Saturday, April 04, 2015

The Confederate Memorial at Arlington National Cemetery

     Several hundred Confederate dead were buried at the new national cemetery at Arlington by the end of the war in April 1865. Some were prisoners of war who died in custody, some were executed spies, and some were battlefield dead. The federal government did not permit the decoration of Confederate graves. Families of Confederates buried at Arlington were refused permission to lay flowers on their loved ones' graves.
     In 1868, families of dead Confederates were barred from the cemetery on Decoration Day (now Memorial Day). Union veterans prowled the cemetery ensuring that Confederate graves were not honored in any way.  Cemetery authorities refused to allow monuments to the Confederate dead or allow Confederate veterans to be buried at Arlington.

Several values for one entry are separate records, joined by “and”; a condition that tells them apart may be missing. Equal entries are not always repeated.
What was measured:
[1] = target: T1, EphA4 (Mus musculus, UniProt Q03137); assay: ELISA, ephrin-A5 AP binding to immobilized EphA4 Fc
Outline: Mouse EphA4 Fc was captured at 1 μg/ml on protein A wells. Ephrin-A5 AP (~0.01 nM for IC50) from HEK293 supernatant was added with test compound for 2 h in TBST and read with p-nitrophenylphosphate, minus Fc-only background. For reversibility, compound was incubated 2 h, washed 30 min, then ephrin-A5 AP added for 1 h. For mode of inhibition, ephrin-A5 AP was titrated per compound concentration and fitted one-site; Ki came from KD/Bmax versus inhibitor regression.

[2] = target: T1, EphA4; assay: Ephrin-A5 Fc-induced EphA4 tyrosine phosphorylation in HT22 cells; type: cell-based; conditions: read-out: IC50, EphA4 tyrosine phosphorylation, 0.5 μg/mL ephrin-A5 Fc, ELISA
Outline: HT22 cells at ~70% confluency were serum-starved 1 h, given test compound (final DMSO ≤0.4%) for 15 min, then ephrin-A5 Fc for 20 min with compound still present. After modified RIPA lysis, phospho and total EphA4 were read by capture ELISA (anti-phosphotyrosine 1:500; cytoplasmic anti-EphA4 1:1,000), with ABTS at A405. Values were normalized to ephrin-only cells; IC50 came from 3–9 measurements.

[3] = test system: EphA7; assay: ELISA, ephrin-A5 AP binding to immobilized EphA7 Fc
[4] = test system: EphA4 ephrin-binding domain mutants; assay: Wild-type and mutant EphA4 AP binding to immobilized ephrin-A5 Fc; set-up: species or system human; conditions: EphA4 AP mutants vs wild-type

Because of the Spanish-American War and the need to end still simmering sectional differences, the federal government's policy toward Confederate graves at Arlington National Cemetery changed. On December 14, 1898, President McKinley announced that the federal government would begin tending Confederate graves since these dead represented “a tribute to American valor”.  Several hundred Confederate soldiers buried throughout Arlington National Cemetery were disinterred and reburied in a “Confederate section” around the spot designated for the Confederate Memorial.  
    On June 4, 1914 President Woodrow Wilson dedicated the Confederate Memorial at Arlington. The Confederate Memorial was dedicated to peace and reconciliation and to the hope of a united future.  U.S. Presidents have traditionally sent a wreath to be placed at the Confederate Memorial on Memorial Day.

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